Thoughts on motherhood – two weeks in

two weeks old

Born on the 21st of November, baby Mae is now two weeks old. So a fortnight into this crazy new life of mine, here are my initial thoughts on motherhood:

  • Everything feels like a huge achievement. Drinking a cup of tea (while it’s still warm), getting through a load of laundry, eating some soup, remembering to take your post-natal vitamins.
  • The idea of going on any kind of holiday fills you with dread. Just going for a walk in the park feels like an ordeal.
  • Massive burps thrill you.
  • You find the smell of stale baby vomit oddly pleasant.
  • You suddenly love any gadget or gizmo that makes your life easier. (Related: I think our Tommee Tippee Perfect Prep machine may be the best thing we’ve ever bought – when it comes to food, Mae ain’t waiting.)
  • You wonder how much more your washing machine can take. And worry that if it conks out, your life will fall apart.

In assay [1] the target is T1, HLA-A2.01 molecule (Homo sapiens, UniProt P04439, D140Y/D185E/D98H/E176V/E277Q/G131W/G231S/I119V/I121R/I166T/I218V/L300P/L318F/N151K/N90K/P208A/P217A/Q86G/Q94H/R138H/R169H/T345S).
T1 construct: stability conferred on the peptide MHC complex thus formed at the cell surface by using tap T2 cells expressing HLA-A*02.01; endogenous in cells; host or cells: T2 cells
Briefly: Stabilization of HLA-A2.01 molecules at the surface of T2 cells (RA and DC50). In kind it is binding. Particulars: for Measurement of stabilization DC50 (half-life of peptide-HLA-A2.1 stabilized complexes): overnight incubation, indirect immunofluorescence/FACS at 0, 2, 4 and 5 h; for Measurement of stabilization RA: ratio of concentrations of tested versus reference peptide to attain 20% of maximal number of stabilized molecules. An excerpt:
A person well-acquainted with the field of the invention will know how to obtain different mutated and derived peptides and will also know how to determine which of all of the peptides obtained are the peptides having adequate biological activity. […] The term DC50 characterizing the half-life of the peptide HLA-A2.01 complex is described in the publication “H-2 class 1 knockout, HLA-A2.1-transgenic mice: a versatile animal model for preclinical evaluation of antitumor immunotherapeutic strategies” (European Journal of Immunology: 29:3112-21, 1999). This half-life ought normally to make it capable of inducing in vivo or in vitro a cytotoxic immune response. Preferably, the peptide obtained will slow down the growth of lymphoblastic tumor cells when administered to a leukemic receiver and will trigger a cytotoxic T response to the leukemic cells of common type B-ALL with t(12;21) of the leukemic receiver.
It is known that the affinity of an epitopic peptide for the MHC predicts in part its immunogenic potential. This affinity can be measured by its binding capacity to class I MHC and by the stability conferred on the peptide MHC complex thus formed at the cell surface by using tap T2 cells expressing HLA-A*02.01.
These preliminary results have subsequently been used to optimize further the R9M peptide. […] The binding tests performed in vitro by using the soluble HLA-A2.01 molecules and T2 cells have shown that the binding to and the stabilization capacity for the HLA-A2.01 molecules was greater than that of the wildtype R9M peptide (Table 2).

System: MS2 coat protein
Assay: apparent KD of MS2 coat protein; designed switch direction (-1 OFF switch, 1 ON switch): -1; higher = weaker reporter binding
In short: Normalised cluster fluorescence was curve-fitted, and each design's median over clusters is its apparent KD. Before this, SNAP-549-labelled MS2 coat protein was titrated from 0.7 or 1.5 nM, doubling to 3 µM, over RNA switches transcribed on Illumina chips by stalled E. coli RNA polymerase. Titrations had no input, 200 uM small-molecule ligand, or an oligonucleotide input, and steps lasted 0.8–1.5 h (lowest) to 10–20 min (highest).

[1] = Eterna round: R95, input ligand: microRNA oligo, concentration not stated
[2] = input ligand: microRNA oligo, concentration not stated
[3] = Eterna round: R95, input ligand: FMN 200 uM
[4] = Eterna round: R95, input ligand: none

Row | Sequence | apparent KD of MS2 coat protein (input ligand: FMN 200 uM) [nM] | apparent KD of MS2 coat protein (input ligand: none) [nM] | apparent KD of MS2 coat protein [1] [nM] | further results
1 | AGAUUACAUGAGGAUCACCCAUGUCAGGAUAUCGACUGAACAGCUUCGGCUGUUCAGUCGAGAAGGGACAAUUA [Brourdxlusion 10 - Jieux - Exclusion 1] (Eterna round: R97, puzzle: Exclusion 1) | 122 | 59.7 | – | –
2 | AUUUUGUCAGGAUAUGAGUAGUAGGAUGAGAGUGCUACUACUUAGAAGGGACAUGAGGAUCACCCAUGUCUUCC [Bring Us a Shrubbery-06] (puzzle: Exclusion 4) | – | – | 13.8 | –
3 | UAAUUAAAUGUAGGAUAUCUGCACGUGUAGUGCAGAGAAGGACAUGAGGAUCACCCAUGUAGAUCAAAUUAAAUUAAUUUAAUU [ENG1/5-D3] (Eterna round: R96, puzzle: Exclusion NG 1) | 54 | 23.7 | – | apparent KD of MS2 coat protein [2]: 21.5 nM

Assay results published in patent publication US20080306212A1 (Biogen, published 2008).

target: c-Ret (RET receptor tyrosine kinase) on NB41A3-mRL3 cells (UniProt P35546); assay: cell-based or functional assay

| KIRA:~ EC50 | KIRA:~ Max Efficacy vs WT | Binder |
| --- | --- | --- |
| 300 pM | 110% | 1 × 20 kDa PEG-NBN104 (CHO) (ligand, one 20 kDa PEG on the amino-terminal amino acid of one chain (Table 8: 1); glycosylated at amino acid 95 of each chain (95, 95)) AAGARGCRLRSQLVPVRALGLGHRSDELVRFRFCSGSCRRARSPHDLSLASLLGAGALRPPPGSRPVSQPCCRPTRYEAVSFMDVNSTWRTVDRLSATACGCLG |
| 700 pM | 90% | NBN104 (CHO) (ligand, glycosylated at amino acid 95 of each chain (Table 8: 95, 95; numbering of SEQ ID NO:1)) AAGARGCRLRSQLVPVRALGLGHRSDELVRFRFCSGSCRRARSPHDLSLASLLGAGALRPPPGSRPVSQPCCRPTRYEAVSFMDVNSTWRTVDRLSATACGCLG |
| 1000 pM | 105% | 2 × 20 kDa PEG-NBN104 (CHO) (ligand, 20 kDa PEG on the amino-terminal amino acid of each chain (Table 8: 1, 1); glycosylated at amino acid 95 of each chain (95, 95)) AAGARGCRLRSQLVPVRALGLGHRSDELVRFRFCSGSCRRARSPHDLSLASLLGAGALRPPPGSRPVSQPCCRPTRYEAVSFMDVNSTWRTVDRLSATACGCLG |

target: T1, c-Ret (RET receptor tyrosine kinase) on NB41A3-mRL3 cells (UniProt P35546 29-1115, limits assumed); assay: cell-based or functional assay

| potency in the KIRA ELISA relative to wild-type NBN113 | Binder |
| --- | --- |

• How much TV is too much TV? And will it rot her brain even while she’s sleeping?
  • You quickly master the art of speed eating, thus replacing one cause of heartburn with another.
  • You wee really fast, terrified that by the time you return your baby will be on fire/missing/deeply traumatised.
  • You contemplate how parents of more than one child do it. Really. Because right now, caring for more than one seems impossible.
  • Will you ever wear anything without an elasticated waistband again? And will you dress your baby in anything other than a sleepsuit?
  • You miss her when she’s sleeping. And when she’s awake, you wonder when she’ll next fall asleep.
  • You realise your heart is no longer your own. It’s been transplanted into this tiny, precious, snuffly (often stinky) creature.

So yes, the first two weeks have been a serious learning curve. I’ve learned you can never have too many bibs, your washing machine quickly becomes a beloved member of the family and you’ll scroll through Instagram in a mixture of jealousy, horror and bewilderment at those mamas who seem to have it all together. Before reminding yourself that they probably don’t.

At least not all the time.


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